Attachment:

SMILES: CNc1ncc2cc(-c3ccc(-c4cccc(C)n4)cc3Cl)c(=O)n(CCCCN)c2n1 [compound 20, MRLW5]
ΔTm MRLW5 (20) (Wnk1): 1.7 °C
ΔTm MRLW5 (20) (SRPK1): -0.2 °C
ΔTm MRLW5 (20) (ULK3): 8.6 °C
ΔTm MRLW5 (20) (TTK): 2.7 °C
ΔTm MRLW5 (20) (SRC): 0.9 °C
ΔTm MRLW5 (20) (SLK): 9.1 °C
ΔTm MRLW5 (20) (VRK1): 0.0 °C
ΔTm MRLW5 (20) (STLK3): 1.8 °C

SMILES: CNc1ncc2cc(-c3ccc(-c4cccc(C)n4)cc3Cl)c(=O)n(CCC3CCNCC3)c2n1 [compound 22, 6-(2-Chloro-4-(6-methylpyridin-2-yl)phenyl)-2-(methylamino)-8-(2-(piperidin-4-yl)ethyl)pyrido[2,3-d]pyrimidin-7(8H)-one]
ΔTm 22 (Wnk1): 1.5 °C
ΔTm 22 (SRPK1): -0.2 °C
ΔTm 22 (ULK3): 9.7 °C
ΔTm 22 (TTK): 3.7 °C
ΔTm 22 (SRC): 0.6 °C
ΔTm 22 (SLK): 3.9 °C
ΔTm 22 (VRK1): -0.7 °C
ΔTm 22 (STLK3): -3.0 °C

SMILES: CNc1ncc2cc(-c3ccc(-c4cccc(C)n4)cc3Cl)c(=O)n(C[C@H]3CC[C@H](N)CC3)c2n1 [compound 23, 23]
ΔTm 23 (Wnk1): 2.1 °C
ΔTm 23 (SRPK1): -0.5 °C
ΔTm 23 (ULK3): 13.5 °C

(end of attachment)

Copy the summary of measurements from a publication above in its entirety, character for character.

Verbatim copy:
SMILES: CNc1ncc2cc(-c3ccc(-c4cccc(C)n4)cc3Cl)c(=O)n(CCCCN)c2n1 [compound 20, MRLW5]
ΔTm MRLW5 (20) (Wnk1): 1.7 °C
ΔTm MRLW5 (20) (SRPK1): -0.2 °C
ΔTm MRLW5 (20) (ULK3): 8.6 °C
ΔTm MRLW5 (20) (TTK): 2.7 °C
ΔTm MRLW5 (20) (SRC): 0.9 °C
ΔTm MRLW5 (20) (SLK): 9.1 °C
ΔTm MRLW5 (20) (VRK1): 0.0 °C
ΔTm MRLW5 (20) (STLK3): 1.8 °C

SMILES: CNc1ncc2cc(-c3ccc(-c4cccc(C)n4)cc3Cl)c(=O)n(CCC3CCNCC3)c2n1 [compound 22, 6-(2-Chloro-4-(6-methylpyridin-2-yl)phenyl)-2-(methylamino)-8-(2-(piperidin-4-yl)ethyl)pyrido[2,3-d]pyrimidin-7(8H)-one]
ΔTm 22 (Wnk1): 1.5 °C
ΔTm 22 (SRPK1): -0.2 °C
ΔTm 22 (ULK3): 9.7 °C
ΔTm 22 (TTK): 3.7 °C
ΔTm 22 (SRC): 0.6 °C
ΔTm 22 (SLK): 3.9 °C
ΔTm 22 (VRK1): -0.7 °C
ΔTm 22 (STLK3): -3.0 °C

SMILES: CNc1ncc2cc(-c3ccc(-c4cccc(C)n4)cc3Cl)c(=O)n(C[C@H]3CC[C@H](N)CC3)c2n1 [compound 23, 23]
ΔTm 23 (Wnk1): 2.1 °C
ΔTm 23 (SRPK1): -0.5 °C
ΔTm 23 (ULK3): 13.5 °C